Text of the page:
The Saving Thing
Mark Twain called humor “the great thing, the saving thing,” and indeed I have yet to meet the person who doesn’t like to laugh. Why, then, aren’t a greater number of humorous stories published in literary journals? Why don’t more humorous books—or films, for that matter—win prizes?
“In the troubled sea of the world’s ambition, men rise by gravity, sink by levity,” Lewis Lapham writes. Woody Allen puts it another way: “When you do comedy, you are not sitting at the grownups table.”
I’ve got almost no interest in writing that isn’t funny. To paraphrase Martin Amis, all the great writers are funny, and if they’re not funny, they’re not great. Hold your excoriations for a second while I define “funny.” My rubric is liberal. Anything with a shred of mirth, a whisper of levity, a toenail of wit, qualifies. The blackest of ironies and the broadest of slapstick. A joke told by a hangman and an idiot’s pants falling down. What I’m saying is, there are jokes in Tolstoy, if you start looking. They won’t make you laugh out loud on the subway or anything, but they’re there.
We’re the only creatures that have humor, that seek it out. It serves as a counterweight to existence on this planet, which can be, well, not the best. Here’s Lester Bangs on the human experience:
If you accept for even a moment the idea that each human life is as precious and delicate as a snowflake and then you look at a wino in a doorway, you’ve got to hurt until you feel like a sponge for all those other assholes’ problems, until you feel like an asshole yourself, so you draw all the appropriate lines. You stop feeling. But you know that then you begin to die. So you tussle with yourself. How much of this horror can I actually allow myself to think about?
Is humor the way out of the horror? Maybe. Equally, it may be the way into the horror, the entry point for the unspeakable. Some of the funniest literature is also the most wrenching. George Saunders: “A real writer would say, ‘No, both exist. Of course they do. Serious and funny. Hunger and satiation, they exist.’”
This summer, a heavily publicized Jeff Koons retrospective at the Whitney Museum was met with censure by a lot of reviewers. Five of the museum’s six floors were filled with balloon animals and monumental steel Play-Doh and vast pornographic self-portraits, all lit with garish fluorescent lights. The scale and the expense of the works gave off a not-so-subtle air of excess. Roberta Smith, in an otherwise largely favorable review for the Times, wrote, “it seems fitting that you may actually recoil when you step off the elevator.” I saw the exhibit and I understand the criticism.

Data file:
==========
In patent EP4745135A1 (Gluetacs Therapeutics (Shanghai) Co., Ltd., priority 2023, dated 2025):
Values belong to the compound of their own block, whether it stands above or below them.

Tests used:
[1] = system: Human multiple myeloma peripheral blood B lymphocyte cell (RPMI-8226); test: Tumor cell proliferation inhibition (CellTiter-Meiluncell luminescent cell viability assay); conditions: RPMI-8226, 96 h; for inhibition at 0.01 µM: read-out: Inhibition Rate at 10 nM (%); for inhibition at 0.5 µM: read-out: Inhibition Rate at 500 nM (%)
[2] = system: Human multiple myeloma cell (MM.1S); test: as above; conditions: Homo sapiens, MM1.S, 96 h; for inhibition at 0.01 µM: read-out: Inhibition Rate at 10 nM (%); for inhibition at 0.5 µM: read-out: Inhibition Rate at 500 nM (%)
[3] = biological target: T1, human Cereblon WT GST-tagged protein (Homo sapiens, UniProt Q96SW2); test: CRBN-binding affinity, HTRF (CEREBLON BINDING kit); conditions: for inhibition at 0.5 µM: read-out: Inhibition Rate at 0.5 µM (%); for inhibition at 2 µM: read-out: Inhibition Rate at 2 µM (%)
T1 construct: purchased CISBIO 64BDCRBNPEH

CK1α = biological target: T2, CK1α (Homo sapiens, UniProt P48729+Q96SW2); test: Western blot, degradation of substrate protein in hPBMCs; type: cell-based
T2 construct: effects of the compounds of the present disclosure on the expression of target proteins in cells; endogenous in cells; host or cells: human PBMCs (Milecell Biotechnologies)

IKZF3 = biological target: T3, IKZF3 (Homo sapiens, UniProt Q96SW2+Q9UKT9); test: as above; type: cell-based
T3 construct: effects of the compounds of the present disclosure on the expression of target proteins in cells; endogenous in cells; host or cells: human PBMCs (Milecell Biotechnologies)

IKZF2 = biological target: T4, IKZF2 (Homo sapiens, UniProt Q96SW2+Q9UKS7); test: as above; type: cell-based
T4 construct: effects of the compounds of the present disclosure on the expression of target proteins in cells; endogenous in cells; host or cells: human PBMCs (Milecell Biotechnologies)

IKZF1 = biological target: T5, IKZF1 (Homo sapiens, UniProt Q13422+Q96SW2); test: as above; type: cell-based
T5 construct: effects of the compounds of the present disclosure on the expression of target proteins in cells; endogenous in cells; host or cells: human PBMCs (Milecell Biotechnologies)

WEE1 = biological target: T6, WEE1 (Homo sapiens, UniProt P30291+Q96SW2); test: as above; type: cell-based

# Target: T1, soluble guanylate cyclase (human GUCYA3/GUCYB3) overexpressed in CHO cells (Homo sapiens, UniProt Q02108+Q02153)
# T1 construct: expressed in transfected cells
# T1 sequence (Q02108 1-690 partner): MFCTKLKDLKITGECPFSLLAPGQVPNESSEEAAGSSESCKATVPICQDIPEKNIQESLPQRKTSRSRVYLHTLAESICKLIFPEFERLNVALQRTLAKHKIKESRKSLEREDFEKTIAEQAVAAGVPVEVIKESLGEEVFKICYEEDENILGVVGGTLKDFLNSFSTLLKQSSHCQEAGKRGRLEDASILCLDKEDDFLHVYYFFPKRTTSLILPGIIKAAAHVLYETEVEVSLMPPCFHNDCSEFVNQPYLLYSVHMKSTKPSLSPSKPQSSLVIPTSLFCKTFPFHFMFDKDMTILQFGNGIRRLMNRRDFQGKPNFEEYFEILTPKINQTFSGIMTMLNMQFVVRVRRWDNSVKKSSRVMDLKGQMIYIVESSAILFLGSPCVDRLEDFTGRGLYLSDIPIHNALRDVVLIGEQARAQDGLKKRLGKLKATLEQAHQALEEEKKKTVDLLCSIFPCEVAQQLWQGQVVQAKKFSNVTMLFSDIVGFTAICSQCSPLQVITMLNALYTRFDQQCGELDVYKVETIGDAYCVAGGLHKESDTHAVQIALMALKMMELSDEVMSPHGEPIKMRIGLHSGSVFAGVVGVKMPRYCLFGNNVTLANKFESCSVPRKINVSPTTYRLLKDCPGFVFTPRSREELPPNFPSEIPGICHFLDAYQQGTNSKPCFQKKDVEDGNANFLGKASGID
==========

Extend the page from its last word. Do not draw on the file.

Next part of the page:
The work felt at times crass, empty. Some of it was also undeniably funny. It raised a question that can just as well be applied to literature and to all art: What is wit without soul? David Foster Wallace addresses this same problem of irony taken to its logical conclusion in his essay E Unibus Pluram. “The forms of our best, rebellious art have become mere gestures, schticks,” he warns, “not only sterile but perversely enslaving.” To deny humor is to be dishonest, but to deny seriousness is to create balloon animals: shiny, hollow objects containing nothing.
In some sense, it follows that humor is the underdog to more “serious” forms; it has always been the enemy of the status quo. If there’s one person who crystalizes this idea, it’s Twain. When he was seventy-one, Twain spoke before a U.S. congressional committee on copyright; he entered the august proceedings wearing a dark overcoat, and at the moment when he had everyone’s attention he dropped the coat to reveal a white suit. (Despite the popular image of Twain, he didn’t wear the white suit until his final years.) Uproar ensued; a representative headline from the The New York Herald, read, “MARK TWAIN BIDS WINTER DEFIANCE; Resplendent in a White Flannel Suit, Author Creates a Sensation in the National Capital.”
Asked about it afterwards, Twain replied that he had simply worn enough funereal black for a lifetime. But the white suit was more than that. It was a humorous rebellion against conformity, a shot through the stuffy and the stultifying, a clarion call to the irreverent which echoes through the ages.
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About AuthorErin Somers
Erin Somers' writing has appeared in One Teen Story, The Rumpus, Gigantic, and elsewhere. In 2013 she was awarded the Neil Shepard Fiction Prize from Green Mountains Review. She lives in Brooklyn and you can follow her on Twitter at https://twitter.com/SomersErin.